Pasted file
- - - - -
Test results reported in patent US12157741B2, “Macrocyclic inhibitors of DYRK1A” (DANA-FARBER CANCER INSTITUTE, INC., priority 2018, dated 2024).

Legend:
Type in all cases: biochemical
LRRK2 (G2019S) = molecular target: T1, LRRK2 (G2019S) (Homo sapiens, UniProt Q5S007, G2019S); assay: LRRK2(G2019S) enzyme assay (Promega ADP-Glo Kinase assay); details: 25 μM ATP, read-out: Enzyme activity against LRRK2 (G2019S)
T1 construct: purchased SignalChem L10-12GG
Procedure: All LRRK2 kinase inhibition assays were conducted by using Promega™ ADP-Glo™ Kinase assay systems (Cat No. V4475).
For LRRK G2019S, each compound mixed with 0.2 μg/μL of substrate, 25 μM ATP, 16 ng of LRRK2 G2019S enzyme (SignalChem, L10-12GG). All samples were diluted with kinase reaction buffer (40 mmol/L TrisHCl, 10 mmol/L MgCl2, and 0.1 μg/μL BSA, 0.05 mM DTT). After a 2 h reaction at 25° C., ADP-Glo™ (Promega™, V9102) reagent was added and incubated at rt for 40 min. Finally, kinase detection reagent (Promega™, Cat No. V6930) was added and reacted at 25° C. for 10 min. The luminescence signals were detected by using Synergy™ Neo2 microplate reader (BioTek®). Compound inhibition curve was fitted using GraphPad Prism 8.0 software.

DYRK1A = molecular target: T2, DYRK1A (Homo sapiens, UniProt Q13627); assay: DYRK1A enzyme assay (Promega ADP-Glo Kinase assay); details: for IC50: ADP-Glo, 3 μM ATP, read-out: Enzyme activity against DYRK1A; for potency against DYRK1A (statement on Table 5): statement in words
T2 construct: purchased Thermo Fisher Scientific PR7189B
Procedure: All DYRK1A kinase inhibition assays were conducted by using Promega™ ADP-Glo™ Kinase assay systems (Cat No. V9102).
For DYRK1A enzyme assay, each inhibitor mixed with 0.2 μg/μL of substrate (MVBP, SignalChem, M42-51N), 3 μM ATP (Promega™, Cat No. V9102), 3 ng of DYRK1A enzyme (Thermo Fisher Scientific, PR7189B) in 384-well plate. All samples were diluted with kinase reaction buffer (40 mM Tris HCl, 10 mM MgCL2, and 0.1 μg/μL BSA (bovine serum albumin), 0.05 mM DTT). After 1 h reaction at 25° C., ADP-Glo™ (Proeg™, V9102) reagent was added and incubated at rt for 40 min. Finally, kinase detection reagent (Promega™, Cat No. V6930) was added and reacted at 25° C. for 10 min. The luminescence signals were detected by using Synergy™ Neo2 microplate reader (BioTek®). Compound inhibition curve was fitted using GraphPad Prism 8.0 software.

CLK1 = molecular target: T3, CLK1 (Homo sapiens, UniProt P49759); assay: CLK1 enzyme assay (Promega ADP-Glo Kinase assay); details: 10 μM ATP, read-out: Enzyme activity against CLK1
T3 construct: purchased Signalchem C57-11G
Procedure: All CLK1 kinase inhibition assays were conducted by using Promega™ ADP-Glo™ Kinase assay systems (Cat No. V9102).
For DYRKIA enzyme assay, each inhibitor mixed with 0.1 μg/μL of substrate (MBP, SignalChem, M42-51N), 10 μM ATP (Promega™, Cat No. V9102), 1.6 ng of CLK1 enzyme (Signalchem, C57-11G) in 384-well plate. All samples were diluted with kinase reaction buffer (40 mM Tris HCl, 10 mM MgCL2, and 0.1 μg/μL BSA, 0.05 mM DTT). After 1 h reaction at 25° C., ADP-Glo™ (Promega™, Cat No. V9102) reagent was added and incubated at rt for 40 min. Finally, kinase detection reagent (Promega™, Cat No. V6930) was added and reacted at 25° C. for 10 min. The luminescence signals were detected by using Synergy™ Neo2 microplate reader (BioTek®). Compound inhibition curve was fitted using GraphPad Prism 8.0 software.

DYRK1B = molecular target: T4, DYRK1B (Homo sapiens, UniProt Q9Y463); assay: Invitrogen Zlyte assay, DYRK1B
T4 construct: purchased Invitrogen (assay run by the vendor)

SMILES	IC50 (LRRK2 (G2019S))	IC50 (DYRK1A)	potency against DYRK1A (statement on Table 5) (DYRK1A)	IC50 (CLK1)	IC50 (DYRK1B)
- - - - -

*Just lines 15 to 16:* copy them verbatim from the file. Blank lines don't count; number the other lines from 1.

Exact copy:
For DYRKIA enzyme assay, each inhibitor mixed with 0.1 μg/μL of substrate (MBP, SignalChem, M42-51N), 10 μM ATP (Promega™, Cat No. V9102), 1.6 ng of CLK1 enzyme (Signalchem, C57-11G) in 384-well plate. All samples were diluted with kinase reaction buffer (40 mM Tris HCl, 10 mM MgCL2, and 0.1 μg/μL BSA, 0.05 mM DTT). After 1 h reaction at 25° C., ADP-Glo™ (Promega™, Cat No. V9102) reagent was added and incubated at rt for 40 min. Finally, kinase detection reagent (Promega™, Cat No. V6930) was added and reacted at 25° C. for 10 min. The luminescence signals were detected by using Synergy™ Neo2 microplate reader (BioTek®). Compound inhibition curve was fitted using GraphPad Prism 8.0 software.

DYRK1B = molecular target: T4, DYRK1B (Homo sapiens, UniProt Q9Y463); assay: Invitrogen Zlyte assay, DYRK1B